Dear Ask Lambda Legal,
Q: I have been working at the same company for a few years, and am generally happy there. I recently tested positive for HIV, and was wondering: Could I get fired if my boss found out about my HIV status?
A: In the decades since HIV was discovered, we have learned much more about HIV transmission, and seen enormous strides in the treatments available to individuals living with HIV. Unfortunately, there are many people who are still misinformed about HIV and make judgments and decisions based on unfounded and irrational fears. Even though the short answer to your question is, "No, you should not be be fired because of your HIV status," that doesn't mean that your employer has all the information it needs to make sound decisions if it were to find out that you are HIV-positive.
The Americans with Disabilities Act ( ADA ) is the federal law that protects people from employment discrimination based on their HIV status, and would protect you if for some reason your boss found out you were HIV positive and tried to fire you for it. This type of employment protection has been in place for almost 25 years, but unfortunately some employers think they don't have to follow the law. In the state of Georgia in 2012, Chanse Cox was fired from his job as a machine operator on the assembly line at Suncup's orange juice packaging plant because he has HIV. Cox had decided to put an end to rumors about his HIV status by informing his plant manager that he was indeed HIV-positive, but that that had no impact on his ability to perform his duties as a machine operator. Shortly thereafter, Cox was called in to a meeting with management and told that his employment was being terminated as a result of his HIV status.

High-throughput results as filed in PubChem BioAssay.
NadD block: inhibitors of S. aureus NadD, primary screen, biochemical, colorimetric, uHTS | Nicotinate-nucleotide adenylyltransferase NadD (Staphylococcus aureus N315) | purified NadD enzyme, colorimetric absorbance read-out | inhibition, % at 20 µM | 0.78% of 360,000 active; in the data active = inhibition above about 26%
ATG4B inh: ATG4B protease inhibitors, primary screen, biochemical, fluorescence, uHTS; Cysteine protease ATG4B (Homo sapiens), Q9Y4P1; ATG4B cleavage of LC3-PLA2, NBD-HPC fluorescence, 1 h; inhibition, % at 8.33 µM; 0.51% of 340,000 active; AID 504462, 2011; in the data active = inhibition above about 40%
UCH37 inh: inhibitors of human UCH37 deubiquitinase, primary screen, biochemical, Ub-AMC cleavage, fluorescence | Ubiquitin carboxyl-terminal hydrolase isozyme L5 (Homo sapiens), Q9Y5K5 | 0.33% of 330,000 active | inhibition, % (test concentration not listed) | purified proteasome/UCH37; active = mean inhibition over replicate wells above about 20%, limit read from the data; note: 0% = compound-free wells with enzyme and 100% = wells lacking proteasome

After consulting with Lambda Legal, Cox filed a charge with the Equal Employment Opportunity Commission ( EEOC ), which conducted an investigation and issued a determination in Cox's favor. Conciliation efforts failed, so the EEOC decided in September 2014 to file suit against Suncup Packaging for violating the ADA. Lambda Legal intervened in the case on Cox's behalf in November of 2014.
Suncup claims that Cox is a threat to the health and safety of others, a preposterous claim based not on sound science or rational concern for other employees, but on unfounded fears. Lambda Legal's Help Desk regularly receives calls from people who are denied employment or basic services because of an unjustified fear of HIV transmission. We've come a long way since the beginning of this epidemic but, in 2014, people still face irrational discrimination all across the country.
If you have any questions, or feel you have been discriminated against because of your sexual orientation, gender identity, or HIV status, contact Lambda Legal's Help Desk at 866-542-8336 or http://www.lambdalegal.org/help.
Scott Schoettes is HIV project director for Lambda Legal.